When the time comes when the leather can no longer recycled, it’s organic material. I wouldn’t recommend tossing it in your compost heap unless you know for certain that the leather is not chrome-tanned or colored with toxic dyes, but, let’s face it – the organic material will break down in a landfill far faster than the plastic leather. So the fake leather products will find their way into the landfills far earlier than a genuine leather counterpart. So how good for the environment and animalkind can “vegan leather” possibly be? And if you’re worried about the cost, consider over time what replacing the fake leather items will cost you, versus the initial cost of the real deal and a small investment in leather-care products.

I have no statistics, so I can’t quote how many tons of “vegan leather” are dumped into landfills, or how much is being produced versus genuine leather production, or which overseas production causes more harm, plastic or leather tanning. What I can say is that I, and many leather artisans like me, don’t mass produce products that are meant to disintegrate over time and force you to come back for replacements. We create one-of-a-kind items from genuine leather, putting care and love into the craft (ask an assembly worker how much they give a darn about one of thousands of plastic leather handbags they assemble) and acknowledging the sacrifice of creature that it once belonged to (in addition to many of the source animals having been used for food). One has only to look to the Native Americans of the plains to see the value in using the whole of the creature as efficiently as possible. “Vegan” leather seems to only serve to line the pockets of those who created it in a factory and have tagged it with a term that will get people buying their chemical-based product instead of genuine leather because it’s labeled “vegan”, all without spending a single brain cell questioning where it really came from and how it is produced.

I can’t help but think that an investment in one good leather item from an artisan is a much better option than in some assembly-line-manufactured, one-of-many. If you can’t bring yourself to use genuine leather, go with cotton, linen, cork. If you need something really rugged, 100% cotton duck canvas isn’t exactly the most comfortable right next to your skin, but it stands up to abuse. But don’t just buy into the hype simply because they brand it with the word “vegan.”*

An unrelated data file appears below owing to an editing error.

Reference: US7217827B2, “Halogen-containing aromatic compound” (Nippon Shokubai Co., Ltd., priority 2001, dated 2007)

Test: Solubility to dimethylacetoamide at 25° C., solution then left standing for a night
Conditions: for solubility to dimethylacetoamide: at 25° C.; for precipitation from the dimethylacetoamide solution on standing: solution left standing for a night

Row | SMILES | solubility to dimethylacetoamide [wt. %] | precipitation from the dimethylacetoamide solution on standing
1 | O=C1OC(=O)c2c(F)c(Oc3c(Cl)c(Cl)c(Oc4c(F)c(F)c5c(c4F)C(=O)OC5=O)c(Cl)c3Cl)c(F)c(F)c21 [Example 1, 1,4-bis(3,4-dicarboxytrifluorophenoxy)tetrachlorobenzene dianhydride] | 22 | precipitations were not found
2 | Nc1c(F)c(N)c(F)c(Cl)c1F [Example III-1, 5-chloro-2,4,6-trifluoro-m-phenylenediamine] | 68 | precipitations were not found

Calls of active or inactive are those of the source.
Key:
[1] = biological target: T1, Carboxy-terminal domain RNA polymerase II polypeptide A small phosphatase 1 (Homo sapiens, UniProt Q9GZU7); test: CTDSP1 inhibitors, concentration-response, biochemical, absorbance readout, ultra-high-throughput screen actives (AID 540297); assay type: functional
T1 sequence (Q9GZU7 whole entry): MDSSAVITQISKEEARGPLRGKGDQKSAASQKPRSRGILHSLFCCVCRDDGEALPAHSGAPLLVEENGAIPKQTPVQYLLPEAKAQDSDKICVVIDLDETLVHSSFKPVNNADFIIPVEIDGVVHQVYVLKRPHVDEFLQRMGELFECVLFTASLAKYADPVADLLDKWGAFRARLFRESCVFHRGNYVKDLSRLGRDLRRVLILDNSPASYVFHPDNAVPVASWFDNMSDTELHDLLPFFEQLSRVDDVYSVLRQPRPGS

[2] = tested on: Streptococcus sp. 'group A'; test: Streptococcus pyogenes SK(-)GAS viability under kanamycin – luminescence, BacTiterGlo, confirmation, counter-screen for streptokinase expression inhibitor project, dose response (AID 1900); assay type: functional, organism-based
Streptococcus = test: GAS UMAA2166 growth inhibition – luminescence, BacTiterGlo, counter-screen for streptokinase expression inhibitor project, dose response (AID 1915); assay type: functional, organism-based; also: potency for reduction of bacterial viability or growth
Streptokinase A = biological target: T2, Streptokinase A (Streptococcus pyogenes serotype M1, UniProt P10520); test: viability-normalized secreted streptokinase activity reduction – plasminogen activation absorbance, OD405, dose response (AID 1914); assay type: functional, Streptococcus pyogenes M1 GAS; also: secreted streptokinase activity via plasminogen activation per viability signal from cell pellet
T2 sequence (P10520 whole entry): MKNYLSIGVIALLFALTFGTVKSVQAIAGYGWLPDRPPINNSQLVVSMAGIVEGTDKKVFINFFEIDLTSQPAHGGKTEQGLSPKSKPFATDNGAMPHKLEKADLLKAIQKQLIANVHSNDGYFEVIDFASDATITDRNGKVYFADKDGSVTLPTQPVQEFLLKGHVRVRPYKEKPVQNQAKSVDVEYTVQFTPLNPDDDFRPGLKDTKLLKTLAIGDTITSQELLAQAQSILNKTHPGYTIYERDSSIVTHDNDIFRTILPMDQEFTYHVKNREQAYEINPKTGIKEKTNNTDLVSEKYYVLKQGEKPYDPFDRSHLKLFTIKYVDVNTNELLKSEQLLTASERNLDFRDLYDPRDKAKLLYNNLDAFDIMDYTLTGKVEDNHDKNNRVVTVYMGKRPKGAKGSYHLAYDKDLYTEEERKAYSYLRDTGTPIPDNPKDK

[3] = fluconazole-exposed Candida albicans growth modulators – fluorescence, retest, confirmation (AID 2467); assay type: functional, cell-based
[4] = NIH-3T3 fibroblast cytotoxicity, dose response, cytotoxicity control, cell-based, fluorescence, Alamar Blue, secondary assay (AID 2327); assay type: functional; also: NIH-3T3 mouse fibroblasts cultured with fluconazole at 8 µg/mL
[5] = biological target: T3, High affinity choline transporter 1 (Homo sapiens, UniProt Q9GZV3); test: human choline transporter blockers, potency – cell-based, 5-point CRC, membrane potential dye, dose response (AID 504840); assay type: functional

Oh, and if anyone knows where I can get some reproduction Victorian boots made with genuine leather, I’d be happy to know.

*I have always had a problem with the use of the word “organic”. Frankly, everything we eat is organic, because the word simply means that there’s at least one carbon atom somewhere in the molecule. Organic farming doesn’t always mean healthier farming, but has been hijacked by marketers and ends up meaning “more expensive” for the consumer, but that’s another rant for another time…

Autumn Covenant Leather Creations

Welcome all! Maybe you’ve just stumbled upon this site, or possibly it came up in an active search for handcrafted leather goods. Either way, thank you for visiting the site and taking the time to check out this blog and the products available.

Leather is a relatively new passion for me–at least in creating items from it. I’ve always been a big fan of leather jackets and shoes. My current love affair with the medium began in the late spring of 2017 when I desired to make my own quiver, and disliked many of the ones I saw available as they were made of synthetic materials, or very expensive real leather with little character or uniqueness to them. I made my first quiver out of the sleeve of an up cycled 1970’s suede jacket. It worked, but was rather flimsy.

Leather Archery Arm Bracer with Elven Markings

Thus began my quest to craft a quiver. Which lead to creating an armguard (pictured above). Which lead to making bracers. Which lead to making bracelets. And bags. And belts. Then, a leather corset, which I wore to my “local” Renaissance Faire to many compliments and rave reviews.

So many people had asked me about the items I made, including “do you sell them?”

The answer at the time was, appallingly, no. But that’s changed. I’m making a lot of my smaller unique items available at any time right here on this website, and am open to crafting custom items. If you’re interested, take a look at the shop or at the gallery.

Thanks again, and hope you enjoy browsing the site!